Thursday, October 09, 2008

Bradley Effect

Pundits are worried about this issue, named after Los Angeles candidate for mayor who was leading in the polls but unexpectedly lost. The reason seemed to be a number of people who said they were for him, but who in the secrecy of the polling place could not bring themselves to vote for a Black Man.

There are a couple of things that suggest to me that, in this race, that might not such an issue; in part because I do not trust these polls. There are an enormous number of young voters who are newly registered and use cell phones. Cell phone users, those who have no land lines, are not included in polls. In addition, the sampling algorithms do not take into account the large numbers of newly registered voters. We've seen that in the primaries, where polls were wrong a great deal of the time. In fact, they were seldom even close to being right.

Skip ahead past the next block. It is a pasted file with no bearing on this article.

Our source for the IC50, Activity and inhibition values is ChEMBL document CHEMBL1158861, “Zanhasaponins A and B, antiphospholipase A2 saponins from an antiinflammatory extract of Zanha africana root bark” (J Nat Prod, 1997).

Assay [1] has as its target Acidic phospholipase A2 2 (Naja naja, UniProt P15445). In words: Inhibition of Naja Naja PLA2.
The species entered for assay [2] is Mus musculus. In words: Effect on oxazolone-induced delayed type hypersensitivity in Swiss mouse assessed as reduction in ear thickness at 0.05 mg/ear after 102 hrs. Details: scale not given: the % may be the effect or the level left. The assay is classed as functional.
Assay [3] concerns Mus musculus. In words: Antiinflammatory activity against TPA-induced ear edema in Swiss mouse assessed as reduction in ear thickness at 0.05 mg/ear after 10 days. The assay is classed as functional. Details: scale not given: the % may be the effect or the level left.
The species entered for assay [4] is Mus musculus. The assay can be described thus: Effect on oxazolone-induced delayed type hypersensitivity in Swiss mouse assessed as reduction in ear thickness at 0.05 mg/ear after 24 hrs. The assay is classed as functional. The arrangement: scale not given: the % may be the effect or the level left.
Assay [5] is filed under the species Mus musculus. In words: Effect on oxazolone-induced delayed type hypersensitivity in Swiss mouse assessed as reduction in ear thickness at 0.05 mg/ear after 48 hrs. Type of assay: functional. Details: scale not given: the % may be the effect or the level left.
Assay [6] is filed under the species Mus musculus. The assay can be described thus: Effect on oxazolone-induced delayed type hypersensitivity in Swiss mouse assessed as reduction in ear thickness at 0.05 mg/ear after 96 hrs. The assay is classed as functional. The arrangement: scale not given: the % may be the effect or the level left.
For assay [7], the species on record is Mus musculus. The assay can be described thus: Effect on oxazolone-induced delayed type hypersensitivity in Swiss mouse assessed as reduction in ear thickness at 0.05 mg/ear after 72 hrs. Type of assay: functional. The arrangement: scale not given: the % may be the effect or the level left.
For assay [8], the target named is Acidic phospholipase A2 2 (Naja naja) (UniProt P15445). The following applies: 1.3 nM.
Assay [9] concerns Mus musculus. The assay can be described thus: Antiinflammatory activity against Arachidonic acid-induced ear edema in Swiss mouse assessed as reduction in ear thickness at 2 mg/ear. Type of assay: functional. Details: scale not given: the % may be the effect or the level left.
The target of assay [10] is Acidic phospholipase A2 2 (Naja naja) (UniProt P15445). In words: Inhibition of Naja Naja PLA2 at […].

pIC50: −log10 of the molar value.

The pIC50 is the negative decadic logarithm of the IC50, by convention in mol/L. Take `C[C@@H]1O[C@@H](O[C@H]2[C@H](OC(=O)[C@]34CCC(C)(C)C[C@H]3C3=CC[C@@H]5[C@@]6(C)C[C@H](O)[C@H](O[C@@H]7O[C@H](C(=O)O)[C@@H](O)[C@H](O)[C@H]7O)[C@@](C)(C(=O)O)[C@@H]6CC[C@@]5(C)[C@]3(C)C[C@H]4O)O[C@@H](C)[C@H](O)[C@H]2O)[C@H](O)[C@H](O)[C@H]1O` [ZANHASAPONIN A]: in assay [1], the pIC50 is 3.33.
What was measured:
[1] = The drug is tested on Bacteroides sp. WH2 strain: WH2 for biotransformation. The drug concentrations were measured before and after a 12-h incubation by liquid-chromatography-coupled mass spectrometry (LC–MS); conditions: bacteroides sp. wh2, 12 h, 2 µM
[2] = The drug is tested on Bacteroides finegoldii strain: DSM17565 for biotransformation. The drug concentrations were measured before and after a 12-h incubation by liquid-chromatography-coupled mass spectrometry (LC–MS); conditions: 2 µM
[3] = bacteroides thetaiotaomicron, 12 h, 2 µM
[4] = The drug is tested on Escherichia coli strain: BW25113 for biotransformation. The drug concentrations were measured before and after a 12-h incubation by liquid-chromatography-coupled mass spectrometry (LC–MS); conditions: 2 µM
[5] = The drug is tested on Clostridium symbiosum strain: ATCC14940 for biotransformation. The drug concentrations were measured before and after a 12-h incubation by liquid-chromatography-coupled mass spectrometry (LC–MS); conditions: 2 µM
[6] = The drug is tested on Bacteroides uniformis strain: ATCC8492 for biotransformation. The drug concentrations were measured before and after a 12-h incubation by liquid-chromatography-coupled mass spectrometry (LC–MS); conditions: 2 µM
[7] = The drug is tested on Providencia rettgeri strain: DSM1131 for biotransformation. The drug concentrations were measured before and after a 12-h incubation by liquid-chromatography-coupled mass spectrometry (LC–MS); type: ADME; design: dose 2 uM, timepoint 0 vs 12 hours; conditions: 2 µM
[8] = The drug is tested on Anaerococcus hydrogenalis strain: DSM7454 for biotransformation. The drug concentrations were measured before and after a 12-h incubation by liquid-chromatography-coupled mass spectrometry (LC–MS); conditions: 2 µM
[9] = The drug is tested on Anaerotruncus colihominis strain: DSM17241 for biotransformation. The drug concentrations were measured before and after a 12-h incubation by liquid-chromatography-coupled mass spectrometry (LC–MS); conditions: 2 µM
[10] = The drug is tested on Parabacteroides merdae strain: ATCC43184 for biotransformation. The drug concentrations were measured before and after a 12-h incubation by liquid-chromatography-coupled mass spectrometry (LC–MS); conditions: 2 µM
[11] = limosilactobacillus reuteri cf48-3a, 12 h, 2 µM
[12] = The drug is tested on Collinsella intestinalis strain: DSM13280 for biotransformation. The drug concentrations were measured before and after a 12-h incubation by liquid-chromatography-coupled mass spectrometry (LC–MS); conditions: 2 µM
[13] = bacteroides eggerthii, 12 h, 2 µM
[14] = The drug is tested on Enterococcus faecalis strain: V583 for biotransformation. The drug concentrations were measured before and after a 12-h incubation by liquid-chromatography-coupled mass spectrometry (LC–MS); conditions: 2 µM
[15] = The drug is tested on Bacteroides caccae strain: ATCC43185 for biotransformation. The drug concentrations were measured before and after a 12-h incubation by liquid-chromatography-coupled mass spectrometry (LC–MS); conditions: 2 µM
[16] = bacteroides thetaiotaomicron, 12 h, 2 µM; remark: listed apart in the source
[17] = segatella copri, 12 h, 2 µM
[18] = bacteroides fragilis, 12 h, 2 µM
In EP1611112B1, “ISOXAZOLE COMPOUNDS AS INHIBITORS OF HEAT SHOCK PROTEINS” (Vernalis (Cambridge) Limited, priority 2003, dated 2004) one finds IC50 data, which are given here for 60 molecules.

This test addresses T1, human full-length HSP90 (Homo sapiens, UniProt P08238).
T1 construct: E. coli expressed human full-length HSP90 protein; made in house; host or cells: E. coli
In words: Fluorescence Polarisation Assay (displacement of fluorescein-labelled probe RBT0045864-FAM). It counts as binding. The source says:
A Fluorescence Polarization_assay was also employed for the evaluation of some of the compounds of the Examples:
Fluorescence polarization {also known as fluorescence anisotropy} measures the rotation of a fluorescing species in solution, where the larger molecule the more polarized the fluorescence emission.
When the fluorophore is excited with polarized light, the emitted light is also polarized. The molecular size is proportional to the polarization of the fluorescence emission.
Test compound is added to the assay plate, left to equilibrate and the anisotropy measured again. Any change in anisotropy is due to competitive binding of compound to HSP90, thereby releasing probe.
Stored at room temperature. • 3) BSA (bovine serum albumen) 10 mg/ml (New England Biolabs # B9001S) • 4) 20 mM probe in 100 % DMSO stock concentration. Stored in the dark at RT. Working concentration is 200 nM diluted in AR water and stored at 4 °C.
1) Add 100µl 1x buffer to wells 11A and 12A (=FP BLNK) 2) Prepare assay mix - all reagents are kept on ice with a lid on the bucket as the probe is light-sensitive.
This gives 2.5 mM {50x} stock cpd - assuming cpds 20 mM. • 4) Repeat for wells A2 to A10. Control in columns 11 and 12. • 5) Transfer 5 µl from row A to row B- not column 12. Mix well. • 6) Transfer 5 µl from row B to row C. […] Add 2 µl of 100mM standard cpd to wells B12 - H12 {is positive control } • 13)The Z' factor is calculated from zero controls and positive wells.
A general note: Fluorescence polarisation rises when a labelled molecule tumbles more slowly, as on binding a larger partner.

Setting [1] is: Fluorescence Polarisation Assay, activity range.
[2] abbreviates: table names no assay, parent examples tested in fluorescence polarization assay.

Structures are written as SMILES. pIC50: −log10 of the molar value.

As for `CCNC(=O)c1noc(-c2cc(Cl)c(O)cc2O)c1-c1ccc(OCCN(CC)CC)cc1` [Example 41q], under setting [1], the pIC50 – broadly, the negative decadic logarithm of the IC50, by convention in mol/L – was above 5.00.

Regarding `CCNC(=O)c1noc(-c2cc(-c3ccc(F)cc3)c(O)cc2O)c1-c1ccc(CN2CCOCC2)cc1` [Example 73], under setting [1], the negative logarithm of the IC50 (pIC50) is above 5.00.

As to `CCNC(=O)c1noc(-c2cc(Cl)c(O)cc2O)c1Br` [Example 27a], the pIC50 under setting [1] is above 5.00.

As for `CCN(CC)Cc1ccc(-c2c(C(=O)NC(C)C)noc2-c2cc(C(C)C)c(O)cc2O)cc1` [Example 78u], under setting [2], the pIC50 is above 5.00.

I also think there might be some "reverse Bradley" effect. People in Los Angeles would never openly admit racial prejudice, but quite a lot of "Redneck Country" is openly racist and people there would never in a million years publicly admit to supporting a man with skin the color of Barack Obama's. Unemployment and this economy have hit hard there, however, and in the secrecy of the voting booth...


  1. Anonymous12:49 PM

    piss on the pollsters. So much like rearranging the deck chairs on the Titanic. Re-read the Mrs Jayhawk part posted above - is a good philosophy.

  2. From my experiance when calling people to ask opinions, they don't always give you an answer that one can use in the "what are the numbers" section, so it gets put somewhere other thna where it belongs. Seriously, have you seen a poll with teh catagories of "they hung up on the poller," "they yelled at the poller," "they told the poller to stop bothering them and to never call here again!"
    Nah, those aren't answers yo see in the poll results, but they are part of them.